What Is Delirium Tremens?
Delirium tremens, also called DTs or alcohol withdrawal delirium (AWD), is a severe type of withdrawal from alcohol. It usually starts about 2 to 3 days after someone who’s dependent on alcohol ends a long drinking binge.
DTs usually lasts for 2 to 3 days, but symptoms may linger for as long as a week.
Delirium Tremens Causes and Risk Factors
Alcohol is a depressant. It slows your brain and nervous system. When you suddenly stop drinking after a long period of alcohol use, your brain and nervous system can’t adjust quickly. Your brain gets overstimulated.
People with alcohol use disorder who suddenly stop drinking may also have a spike in an amino acid called glutamate that causes some symptoms common in delirium tremens, like sudden, extreme high blood pressure, tremors, severe excitability, and seizures.
Delirium tremens is most common among:
- Adult men, especially white, younger, unmarried men
- People with a history of seizures
- Those who have gone through alcohol withdrawal before
- Heavy and long-term drinkers
For women, eight or more drinks per week is "heavy drinking." For men, it's 15 a week.
What is a drink? The standards are:
- 12 ounces of beer
- 7 ounces of malt liquor
- 5 ounces of wine
- 1.5 ounces of 80-proof liquor or distilled spirts, like vodka, rum, or whiskey
Delirium Tremens Symptoms
Usually, you'll start having symptoms 2 to 4 days after your last drink, But some symptoms may not show up until up to 10 days after you give up alcohol.
They can include:
- Tremors or shaking hands and feet
- Chest pain
- Deep sleep that lasts for a day or longer
- Excitability or anger
- Getting startled more easily
- Heavy sweating
- High blood pressure
- Nausea or vomiting
- Other tremors, including muscle tremors
- Pale skin
- Passing out
- Problems with eye muscle and movement
- Rapid heartbeat
- Sensitivity to light, sound, and touch
- Severe hyperactivity
- Sleepiness, stupor, or fatigue
Delirium tremens can cause your body temperature, breathing, or blood circulation to change quickly. This could lead to life-threatening complications like sepsis, irregular heartbeat, trouble breathing, seizures, or an electrolyte imbalance -- when the minerals that control your body’s functions are out of whack.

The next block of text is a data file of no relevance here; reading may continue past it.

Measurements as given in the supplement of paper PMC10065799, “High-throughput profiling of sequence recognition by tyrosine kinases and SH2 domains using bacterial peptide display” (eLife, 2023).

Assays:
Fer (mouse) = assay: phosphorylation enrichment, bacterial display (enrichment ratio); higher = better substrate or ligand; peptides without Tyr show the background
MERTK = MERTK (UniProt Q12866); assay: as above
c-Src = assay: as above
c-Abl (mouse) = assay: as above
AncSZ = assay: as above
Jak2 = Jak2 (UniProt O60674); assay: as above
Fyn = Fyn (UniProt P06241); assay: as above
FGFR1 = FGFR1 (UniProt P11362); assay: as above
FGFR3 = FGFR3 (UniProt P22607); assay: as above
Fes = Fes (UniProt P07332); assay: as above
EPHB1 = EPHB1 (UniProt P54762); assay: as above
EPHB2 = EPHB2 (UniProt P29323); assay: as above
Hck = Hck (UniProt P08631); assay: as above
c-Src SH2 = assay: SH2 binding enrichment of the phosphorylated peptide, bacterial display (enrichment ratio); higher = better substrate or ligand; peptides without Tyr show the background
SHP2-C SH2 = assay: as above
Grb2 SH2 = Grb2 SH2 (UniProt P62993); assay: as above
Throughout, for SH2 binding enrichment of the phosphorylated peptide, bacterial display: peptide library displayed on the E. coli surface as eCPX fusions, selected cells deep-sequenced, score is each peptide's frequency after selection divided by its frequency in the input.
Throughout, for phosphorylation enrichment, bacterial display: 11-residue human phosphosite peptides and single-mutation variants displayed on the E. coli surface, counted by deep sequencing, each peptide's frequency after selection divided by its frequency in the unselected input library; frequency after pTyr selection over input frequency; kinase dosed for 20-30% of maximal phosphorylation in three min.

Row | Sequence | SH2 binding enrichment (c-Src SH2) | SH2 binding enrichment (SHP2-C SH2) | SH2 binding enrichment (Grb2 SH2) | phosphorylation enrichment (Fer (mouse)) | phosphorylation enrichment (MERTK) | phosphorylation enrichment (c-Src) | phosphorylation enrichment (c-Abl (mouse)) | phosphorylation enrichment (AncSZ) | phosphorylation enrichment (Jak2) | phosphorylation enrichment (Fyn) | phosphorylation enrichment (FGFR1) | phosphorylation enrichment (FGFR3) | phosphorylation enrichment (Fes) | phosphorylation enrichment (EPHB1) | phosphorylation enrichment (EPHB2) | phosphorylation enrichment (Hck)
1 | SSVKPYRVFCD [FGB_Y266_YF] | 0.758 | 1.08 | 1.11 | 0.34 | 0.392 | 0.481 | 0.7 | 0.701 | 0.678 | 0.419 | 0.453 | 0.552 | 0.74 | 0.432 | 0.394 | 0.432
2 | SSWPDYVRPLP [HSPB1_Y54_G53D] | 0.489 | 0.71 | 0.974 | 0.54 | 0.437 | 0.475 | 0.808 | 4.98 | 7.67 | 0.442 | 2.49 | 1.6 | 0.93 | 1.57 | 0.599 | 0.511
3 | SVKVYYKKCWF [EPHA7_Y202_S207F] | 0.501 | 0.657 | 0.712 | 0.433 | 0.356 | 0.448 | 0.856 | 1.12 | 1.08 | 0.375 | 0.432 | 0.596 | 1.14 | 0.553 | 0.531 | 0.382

Someone with delirium tremens needs immediate treatment in a hospital. Call 911 if you or someone you know has symptoms.
Delirium Tremens Diagnosis
Your doctor will start with a physical exam and medical history. They may also give you -- or a caregiver or loved one who’s with you -- a questionnaire called a Clinical Institute Withdrawal Assessment. This can help them determine your symptoms and measure the severity of your withdrawal. A score of 15 or higher means you’re at high risk for delirium tremens.
Other tests that your doctor might do include:
- Blood magnesium level
- Blood potassium level
- Electroencephalogram (EEG) to test brain activity
- Lumbar puncture test to examine spinal cord fluid
- Metabolic panel
- Toxicology screen (blood or urine)
Doctors may also check your liver, heart, the nerves in your feet, and your digestive system to figure out the level of alcohol damage to your body. You may also be low on vitamins because of an unhealthy diet.
Delirium Tremens Treatment
Delirium tremens treatment begins at the hospital. Benzodiazepines are the most commonly used medications for alcohol withdrawal and DTs. They help calm your excited nervous system. You may also need intravenous fluids with vitamins and minerals to treat dehydration or bring your electrolytes back into balance.
Other drugs used in the hospital to treat acute DTs symptoms include:
- Antipsychotic drugs to help calm you down and to prevent hallucinations
- Anticonvulsants to stop seizures
- Blood pressure medications
- Drugs to regulate your heartbeat
- Pain medication
You may need to stay in the hospital for up to a week to stabilize your health. After that, you should get treatment for alcohol dependence. The government’s Substance Abuse and Mental Health Services Administration (SAMSHA) has an online treatment facility locator at findtreatment.samhsa.gov. Cognitive behavioral therapy (CBT) or recovery support groups may help you as they try to stay sober moving forward.
Read more: Alcohol treatment for veterans.